The Democratic Republic of Congo’s Senate will vote Thursday on an amended electoral law that may not require a new census before presidential elections are held, potentially resolving a debate that triggered deadly protests. “In principle we’ll have a law that will clarify this problem and we hope this will calm public opinion,” Senator Emery Kalamba said by phone from the capital, Kinshasa. A parliamentary commission is currently amending the law, he said. Demonstrations against the law continued for a fourth day, spreading to the eastern city of Goma where at least one man died, Thomas D’Aquin Muiti, president of Civil Society in North Kivu province, said by phone. Police and soldiers were deployed throughout Kinshasa, where more than 40 people have died in protests since Jan. 19, according to human-rights groups.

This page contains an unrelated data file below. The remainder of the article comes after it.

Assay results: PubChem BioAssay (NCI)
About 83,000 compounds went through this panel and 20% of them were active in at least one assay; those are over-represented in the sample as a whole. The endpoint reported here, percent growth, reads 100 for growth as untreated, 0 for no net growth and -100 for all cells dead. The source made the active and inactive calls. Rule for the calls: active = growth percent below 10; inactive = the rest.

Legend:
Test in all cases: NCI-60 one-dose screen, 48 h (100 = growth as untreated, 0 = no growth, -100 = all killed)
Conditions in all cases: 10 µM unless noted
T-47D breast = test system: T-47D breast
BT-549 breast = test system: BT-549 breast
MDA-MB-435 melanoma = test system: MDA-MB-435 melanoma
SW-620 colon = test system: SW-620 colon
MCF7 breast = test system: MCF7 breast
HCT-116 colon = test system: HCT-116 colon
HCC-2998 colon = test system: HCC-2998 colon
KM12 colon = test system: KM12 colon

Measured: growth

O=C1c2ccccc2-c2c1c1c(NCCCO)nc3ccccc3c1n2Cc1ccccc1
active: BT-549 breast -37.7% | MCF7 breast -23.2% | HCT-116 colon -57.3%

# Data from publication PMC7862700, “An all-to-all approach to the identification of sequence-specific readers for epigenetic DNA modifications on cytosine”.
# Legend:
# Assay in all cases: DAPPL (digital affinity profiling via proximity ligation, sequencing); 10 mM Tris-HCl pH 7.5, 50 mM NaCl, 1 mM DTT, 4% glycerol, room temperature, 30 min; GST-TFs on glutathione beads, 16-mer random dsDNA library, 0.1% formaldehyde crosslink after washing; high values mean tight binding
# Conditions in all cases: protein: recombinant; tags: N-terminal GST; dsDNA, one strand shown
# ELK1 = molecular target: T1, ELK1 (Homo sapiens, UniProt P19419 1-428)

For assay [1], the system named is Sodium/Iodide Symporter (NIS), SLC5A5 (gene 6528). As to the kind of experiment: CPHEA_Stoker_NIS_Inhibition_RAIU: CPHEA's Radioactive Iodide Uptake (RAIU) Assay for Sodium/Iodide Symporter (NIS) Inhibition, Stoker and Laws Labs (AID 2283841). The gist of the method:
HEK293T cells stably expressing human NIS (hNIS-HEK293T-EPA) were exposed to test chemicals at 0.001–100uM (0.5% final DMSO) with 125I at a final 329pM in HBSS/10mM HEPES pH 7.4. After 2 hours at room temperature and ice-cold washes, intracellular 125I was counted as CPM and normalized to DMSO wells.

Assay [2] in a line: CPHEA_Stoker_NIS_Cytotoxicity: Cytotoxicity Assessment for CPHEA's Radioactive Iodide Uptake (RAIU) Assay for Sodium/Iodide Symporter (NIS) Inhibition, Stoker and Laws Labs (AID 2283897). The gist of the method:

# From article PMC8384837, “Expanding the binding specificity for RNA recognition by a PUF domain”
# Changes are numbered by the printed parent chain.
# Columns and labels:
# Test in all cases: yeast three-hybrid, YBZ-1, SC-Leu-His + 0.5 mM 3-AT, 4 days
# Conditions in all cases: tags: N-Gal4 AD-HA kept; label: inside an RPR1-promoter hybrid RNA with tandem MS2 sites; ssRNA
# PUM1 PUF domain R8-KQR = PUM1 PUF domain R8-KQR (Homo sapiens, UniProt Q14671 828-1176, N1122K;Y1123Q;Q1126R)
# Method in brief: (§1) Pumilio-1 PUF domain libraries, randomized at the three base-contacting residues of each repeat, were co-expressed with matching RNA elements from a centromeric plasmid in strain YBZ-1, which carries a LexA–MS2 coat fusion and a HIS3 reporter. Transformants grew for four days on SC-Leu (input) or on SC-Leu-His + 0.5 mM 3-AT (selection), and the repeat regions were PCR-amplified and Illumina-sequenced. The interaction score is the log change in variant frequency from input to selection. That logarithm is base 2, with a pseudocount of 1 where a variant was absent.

The protesters were seeking to prevent the Senate from voting on the electoral law, which opposition parties said would delay the vote due in 2016 and extend President Joseph Kabila’s 14-year rule. Kabila, who came to power after his father Laurent was killed in 2001, was first elected in 2006 and again in a disputed election in 2011. The constitution bars him from running for a third term.